If you’ve ever been to London, you’ll be familiar with them: the black taxis of the British London Electric Vehicle Company, LEVC for short. The bodywork company Mann and Overton's introduced the black cab in 1908. It quickly became the most successful taxi in London. And by 1914 it had already displaced all the others. The traditional company has focused on these taxis ever since – and has been on the verge of bankruptcy several times. Its niche was too small.
In 2017, the now wholly owned subsidiary of the Chinese vehicle manufacturer Geely will make its first leap into new mobility with the TX electric taxi. But this is only thanks to the former Audi manager Jörg Hofmann, who was brought into the company at the beginning of 2019 and has managed to turn around the economically ailing LEVC, making it fit for the future. A lot has happened since then.
Major European offensive
Hofmann joined the company with the aim of making the traditional company a leading manufacturer of electric vehicles. He rebuilt the factory, streamlined production and stabilised supply chains. “Speed, performance and trust” is the new order of the day. But the most important thing for Hofmann was the development of a new growth strategy: “To get LEVC out of the taxi niche, we are tapping into new export markets and developing new products.”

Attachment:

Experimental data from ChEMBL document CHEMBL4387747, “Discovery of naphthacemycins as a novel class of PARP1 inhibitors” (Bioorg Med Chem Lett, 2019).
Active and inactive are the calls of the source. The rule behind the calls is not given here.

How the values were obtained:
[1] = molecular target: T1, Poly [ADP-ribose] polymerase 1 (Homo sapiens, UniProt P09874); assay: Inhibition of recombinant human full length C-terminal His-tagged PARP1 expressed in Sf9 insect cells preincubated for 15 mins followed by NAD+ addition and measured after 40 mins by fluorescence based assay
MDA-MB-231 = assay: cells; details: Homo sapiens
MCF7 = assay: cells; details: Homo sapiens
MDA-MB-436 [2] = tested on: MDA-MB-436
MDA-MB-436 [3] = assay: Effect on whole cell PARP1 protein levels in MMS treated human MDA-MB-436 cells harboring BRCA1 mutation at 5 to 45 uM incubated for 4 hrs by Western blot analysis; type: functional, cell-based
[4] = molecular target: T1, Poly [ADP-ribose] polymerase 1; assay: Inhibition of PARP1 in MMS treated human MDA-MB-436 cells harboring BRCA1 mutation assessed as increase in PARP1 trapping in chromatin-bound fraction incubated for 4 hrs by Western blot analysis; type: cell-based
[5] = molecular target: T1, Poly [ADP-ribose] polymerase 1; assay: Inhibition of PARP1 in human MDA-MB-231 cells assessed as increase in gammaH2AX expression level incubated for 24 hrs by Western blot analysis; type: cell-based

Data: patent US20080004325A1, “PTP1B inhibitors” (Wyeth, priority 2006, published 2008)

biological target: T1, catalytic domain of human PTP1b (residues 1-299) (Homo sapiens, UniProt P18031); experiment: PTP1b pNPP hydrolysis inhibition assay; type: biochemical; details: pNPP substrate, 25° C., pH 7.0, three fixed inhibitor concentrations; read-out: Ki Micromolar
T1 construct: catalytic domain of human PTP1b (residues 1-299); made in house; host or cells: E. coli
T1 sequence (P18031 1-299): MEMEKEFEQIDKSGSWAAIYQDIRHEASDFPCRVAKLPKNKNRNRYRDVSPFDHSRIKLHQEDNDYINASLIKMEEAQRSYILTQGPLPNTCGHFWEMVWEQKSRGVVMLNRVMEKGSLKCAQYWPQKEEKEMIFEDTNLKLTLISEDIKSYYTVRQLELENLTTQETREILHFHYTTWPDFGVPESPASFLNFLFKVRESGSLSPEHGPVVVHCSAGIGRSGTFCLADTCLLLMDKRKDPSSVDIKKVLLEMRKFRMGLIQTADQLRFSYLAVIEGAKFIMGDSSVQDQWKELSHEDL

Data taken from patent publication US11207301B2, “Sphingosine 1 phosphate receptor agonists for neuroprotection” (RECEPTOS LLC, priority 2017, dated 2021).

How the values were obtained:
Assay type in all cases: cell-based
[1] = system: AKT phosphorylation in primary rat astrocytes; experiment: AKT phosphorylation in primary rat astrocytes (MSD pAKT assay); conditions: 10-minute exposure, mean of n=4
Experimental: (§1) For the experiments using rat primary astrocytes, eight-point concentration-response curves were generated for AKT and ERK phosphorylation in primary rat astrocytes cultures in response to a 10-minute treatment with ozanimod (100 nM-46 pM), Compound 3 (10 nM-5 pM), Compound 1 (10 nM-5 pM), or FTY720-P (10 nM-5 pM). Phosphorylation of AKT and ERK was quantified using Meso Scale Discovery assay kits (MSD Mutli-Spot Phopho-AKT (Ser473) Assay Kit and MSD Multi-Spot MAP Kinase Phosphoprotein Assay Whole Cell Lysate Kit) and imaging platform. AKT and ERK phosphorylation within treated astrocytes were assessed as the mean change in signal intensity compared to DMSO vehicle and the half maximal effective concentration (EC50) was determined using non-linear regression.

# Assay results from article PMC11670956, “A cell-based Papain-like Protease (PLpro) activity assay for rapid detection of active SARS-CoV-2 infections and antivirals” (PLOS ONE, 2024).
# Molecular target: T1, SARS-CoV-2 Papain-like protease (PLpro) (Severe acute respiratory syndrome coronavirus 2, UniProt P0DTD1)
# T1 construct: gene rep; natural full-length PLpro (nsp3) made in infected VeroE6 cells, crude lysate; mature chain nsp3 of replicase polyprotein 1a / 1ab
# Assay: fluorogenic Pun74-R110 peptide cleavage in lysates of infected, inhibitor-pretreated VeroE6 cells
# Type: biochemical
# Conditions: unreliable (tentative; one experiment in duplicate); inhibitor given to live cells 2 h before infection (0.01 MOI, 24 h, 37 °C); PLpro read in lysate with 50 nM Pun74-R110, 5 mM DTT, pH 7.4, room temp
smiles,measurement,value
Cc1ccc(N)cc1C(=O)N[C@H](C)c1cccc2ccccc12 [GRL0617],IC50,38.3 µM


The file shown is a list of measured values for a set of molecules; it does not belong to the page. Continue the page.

According to LEVC, it has sold more than 4000 TX electric taxis so far. In addition to Europe, the e-taxi is also to be introduced in Japan, the Middle East, Australia and New Zealand. However, the focus remains on Europe: last year, the British established a new central sales office in Frankfurt. “From here, we want to build up a sales and service network throughout Europe. Our export strategy is to switch from ten per cent to 60 per cent export by 2022,” says Hofmann.
At the same time, LEVC is about to launch a second product: the electric van VN5. “We want to serve a commercial vehicle sector that is currently still dominated by diesel-powered products. The VN5 has a range of more than 480 kilometres and can be charged from zero to 100 per cent in 30 minutes. Not only can it be used for the last mile, but it can also be used on several trips as part of a 'distribution-to-door' operation,” says Hofmann.
From now on, the company is to consist of three pillars of production: the classic taxi business, shuttle vehicles and electric transporters. Shuttle providers such as Clever Shuttle and the Deutsche Bahn subsidiary Ioki already have LEVC vehicles in use. But the company is also breaking new ground beyond this: with ‘Pay as you drive’, for example, it offers an innovative and flexible financing solution together with its partner Octopus Group. It links repayments to income, so that buyers are not tied to payments if they are out of work for any period of time. This makes it easier for taxi drivers and fleet operators to switch to emissions-free vehicles. A lot is still to happen and Jörg Hofmann is sure about one thing in particular: “Our company creates trends rather than following them.”
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